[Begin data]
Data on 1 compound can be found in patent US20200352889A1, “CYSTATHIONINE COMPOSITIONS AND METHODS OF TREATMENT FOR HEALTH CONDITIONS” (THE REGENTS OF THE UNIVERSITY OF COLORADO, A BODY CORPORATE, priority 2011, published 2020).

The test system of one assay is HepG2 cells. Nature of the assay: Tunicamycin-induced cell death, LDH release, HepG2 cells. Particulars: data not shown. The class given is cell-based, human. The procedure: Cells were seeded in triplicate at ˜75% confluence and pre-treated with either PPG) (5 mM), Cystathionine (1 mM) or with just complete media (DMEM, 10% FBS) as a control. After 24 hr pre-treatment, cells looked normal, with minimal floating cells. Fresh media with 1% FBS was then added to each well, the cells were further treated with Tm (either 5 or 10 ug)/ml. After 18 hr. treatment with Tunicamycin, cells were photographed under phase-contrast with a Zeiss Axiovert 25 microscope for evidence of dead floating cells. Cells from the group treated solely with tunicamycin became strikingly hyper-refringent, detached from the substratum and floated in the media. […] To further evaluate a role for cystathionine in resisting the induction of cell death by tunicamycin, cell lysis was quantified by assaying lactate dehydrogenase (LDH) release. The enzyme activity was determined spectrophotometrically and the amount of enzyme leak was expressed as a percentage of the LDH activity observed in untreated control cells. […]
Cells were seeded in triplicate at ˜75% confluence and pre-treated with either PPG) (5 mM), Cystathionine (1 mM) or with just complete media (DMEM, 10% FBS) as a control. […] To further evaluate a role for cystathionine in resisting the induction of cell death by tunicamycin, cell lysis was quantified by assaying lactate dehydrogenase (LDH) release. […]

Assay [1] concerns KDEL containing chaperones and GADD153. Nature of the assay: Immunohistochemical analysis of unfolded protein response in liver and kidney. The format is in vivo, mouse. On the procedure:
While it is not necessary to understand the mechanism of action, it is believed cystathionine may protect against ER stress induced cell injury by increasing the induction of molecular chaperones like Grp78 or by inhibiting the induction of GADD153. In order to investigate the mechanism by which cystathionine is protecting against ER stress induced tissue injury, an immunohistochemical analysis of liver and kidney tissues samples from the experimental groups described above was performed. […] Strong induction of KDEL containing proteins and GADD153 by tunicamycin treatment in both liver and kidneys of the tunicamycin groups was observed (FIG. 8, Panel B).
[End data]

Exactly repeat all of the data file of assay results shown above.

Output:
Data on 1 compound can be found in patent US20200352889A1, “CYSTATHIONINE COMPOSITIONS AND METHODS OF TREATMENT FOR HEALTH CONDITIONS” (THE REGENTS OF THE UNIVERSITY OF COLORADO, A BODY CORPORATE, priority 2011, published 2020).

The test system of one assay is HepG2 cells. Nature of the assay: Tunicamycin-induced cell death, LDH release, HepG2 cells. Particulars: data not shown. The class given is cell-based, human. The procedure: Cells were seeded in triplicate at ˜75% confluence and pre-treated with either PPG) (5 mM), Cystathionine (1 mM) or with just complete media (DMEM, 10% FBS) as a control. After 24 hr pre-treatment, cells looked normal, with minimal floating cells. Fresh media with 1% FBS was then added to each well, the cells were further treated with Tm (either 5 or 10 ug)/ml. After 18 hr. treatment with Tunicamycin, cells were photographed under phase-contrast with a Zeiss Axiovert 25 microscope for evidence of dead floating cells. Cells from the group treated solely with tunicamycin became strikingly hyper-refringent, detached from the substratum and floated in the media. […] To further evaluate a role for cystathionine in resisting the induction of cell death by tunicamycin, cell lysis was quantified by assaying lactate dehydrogenase (LDH) release. The enzyme activity was determined spectrophotometrically and the amount of enzyme leak was expressed as a percentage of the LDH activity observed in untreated control cells. […]
Cells were seeded in triplicate at ˜75% confluence and pre-treated with either PPG) (5 mM), Cystathionine (1 mM) or with just complete media (DMEM, 10% FBS) as a control. […] To further evaluate a role for cystathionine in resisting the induction of cell death by tunicamycin, cell lysis was quantified by assaying lactate dehydrogenase (LDH) release. […]

Assay [1] concerns KDEL containing chaperones and GADD153. Nature of the assay: Immunohistochemical analysis of unfolded protein response in liver and kidney. The format is in vivo, mouse. On the procedure:
While it is not necessary to understand the mechanism of action, it is believed cystathionine may protect against ER stress induced cell injury by increasing the induction of molecular chaperones like Grp78 or by inhibiting the induction of GADD153. In order to investigate the mechanism by which cystathionine is protecting against ER stress induced tissue injury, an immunohistochemical analysis of liver and kidney tissues samples from the experimental groups described above was performed. […] Strong induction of KDEL containing proteins and GADD153 by tunicamycin treatment in both liver and kidneys of the tunicamycin groups was observed (FIG. 8, Panel B).